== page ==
Surrogacy in Laos: AVOID!
The person who is at the centre of surrogacy in Laos is Dr Pisit from Bangkok- the very same doctor at the centre of the Baby Gammy saga, and the very same doctor who apparently helped the son of a Japanese billionaire to create- at the same time- between 13 and 16 children via surrogacy: what the world’s media called the baby farm.
What we have seen from one developing country to another is a few tentative moves towards surrogacy, driven by agents and doctors, followed by an explosion of growth, and then a scandal or two- and then a knee jerk reaction from the government to close it all down. Far better to have regulated the whole process from the beginning, with transparent processes all the way through, independent legal advice and counselling for the surrogate and the intended parents at the beginning, and judicial oversight at the end.
Last year I was asked at a conference that surrogacy happened in Ghana, but that there were no laws, and what should be done. My response was: “Get laws!” Only with adequate laws and their enforcement can there be protection.
While I have seen remarkably successful surrogacies occur in developing countries, I have also seen surrogacy arrangements where everyone (surrogate, intended parents and the baby) have been exploited, and the only people not exploited were the doctors and agents organising the whole deal.
The scandals have included:
- parents having children who are (unknowingly) not genetically theirs (India and Thailand).
- parents taking one child and not the other- because it was the “wrong” gender (India).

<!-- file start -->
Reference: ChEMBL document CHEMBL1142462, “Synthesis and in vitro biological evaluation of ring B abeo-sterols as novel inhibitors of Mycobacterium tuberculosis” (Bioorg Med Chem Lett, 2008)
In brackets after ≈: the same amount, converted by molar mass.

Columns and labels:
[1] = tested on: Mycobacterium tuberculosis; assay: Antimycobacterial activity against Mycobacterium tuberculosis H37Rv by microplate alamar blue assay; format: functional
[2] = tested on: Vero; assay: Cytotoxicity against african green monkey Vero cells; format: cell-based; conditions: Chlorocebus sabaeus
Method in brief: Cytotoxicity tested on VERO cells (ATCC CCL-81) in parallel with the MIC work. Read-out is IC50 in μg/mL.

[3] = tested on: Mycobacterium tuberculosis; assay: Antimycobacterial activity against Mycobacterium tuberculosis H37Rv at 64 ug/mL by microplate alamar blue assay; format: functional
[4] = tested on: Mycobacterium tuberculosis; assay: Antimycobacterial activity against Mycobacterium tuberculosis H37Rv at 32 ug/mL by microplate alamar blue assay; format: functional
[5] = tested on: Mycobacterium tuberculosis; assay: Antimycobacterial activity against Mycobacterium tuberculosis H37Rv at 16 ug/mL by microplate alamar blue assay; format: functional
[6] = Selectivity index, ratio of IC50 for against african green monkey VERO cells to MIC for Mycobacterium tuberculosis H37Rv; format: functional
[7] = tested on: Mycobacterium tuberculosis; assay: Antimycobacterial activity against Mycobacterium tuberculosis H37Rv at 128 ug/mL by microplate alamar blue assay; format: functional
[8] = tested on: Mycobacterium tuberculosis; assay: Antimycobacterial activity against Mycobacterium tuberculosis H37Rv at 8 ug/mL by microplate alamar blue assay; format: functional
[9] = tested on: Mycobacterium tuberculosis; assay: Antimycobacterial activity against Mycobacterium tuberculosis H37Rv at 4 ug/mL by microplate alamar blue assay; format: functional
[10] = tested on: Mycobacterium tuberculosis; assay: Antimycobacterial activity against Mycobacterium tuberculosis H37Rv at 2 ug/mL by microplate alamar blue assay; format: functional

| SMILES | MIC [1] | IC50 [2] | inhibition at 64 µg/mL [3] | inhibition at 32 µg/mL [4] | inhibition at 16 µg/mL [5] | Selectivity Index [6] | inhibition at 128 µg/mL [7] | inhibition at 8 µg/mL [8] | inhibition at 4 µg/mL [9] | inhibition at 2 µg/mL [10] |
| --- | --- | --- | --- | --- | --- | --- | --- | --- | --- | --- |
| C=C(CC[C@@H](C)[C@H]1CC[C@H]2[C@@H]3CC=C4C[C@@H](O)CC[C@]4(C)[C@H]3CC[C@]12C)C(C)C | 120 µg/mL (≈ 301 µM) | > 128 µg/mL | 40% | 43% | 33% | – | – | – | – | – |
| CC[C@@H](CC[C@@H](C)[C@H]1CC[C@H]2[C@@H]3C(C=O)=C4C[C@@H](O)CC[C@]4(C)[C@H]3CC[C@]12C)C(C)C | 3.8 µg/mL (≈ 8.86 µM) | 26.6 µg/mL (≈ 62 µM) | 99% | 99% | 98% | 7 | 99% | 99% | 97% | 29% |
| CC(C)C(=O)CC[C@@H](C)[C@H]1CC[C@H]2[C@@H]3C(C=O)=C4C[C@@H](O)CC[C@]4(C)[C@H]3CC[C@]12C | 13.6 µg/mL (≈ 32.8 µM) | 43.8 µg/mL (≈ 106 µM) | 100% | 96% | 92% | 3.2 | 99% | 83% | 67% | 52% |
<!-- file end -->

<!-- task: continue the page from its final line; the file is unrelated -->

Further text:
- parents discovering that one of their children was not Caucasian but Indian (India).
- the surrogate keeping one of the twins, because she put her age up illegally, and then fell in love with the idea of having a boy (the Baby Gammy saga- Thailand), the other child ending up in the care of a convicted paedophile and his wife.
- surrogates being kept in dormitories.
- surrogates not obtaining independent legal advice.
- one clinic ensuring that 80% of surrogates have Caesarian sections (India).
- Nepalese women going to India to be surrogates when they weren’t allowed to be surrogates at home.
- Indian women going to Nepal to be surrogates.
- A surrogate being implanted with 6 embryos (India).
- Colombian women being trafficked to Mexico for foreign intended parents.
- Filipino women allegedly being trafficked to Cambodia for surrogacy there.
- Intended parents being stuck and not being able to get their babies home easily (India, Nepal, Thailand, Mexico, Cambodia).
So what have we seen:
- India- up to a billion dollar industry, restricted in 2012, then again in 2014, closed in 2015
- Thailand- closed in 2014
- Nepal- closed in 2015
- Mexico- closed in 2015
- Cambodia- closed in 2016
Laos is next. Without adequate laws in place, another scandal will hit there. In each of the places- what has been obvious is that there has been a lack of proper laws to adequately regulate surrogacy. In the words of Australian Chief Judge John Pascoe, in many developing countries “it’s the Wild West” where anything goes.
Until there are laws in place to adequately regulate the IVF industry, agents and surrogacy generally, anyone who goes to Laos for surrogacy is really asking for trouble.
There are other places that are far less risky. My message: avoid, avoid, avoid.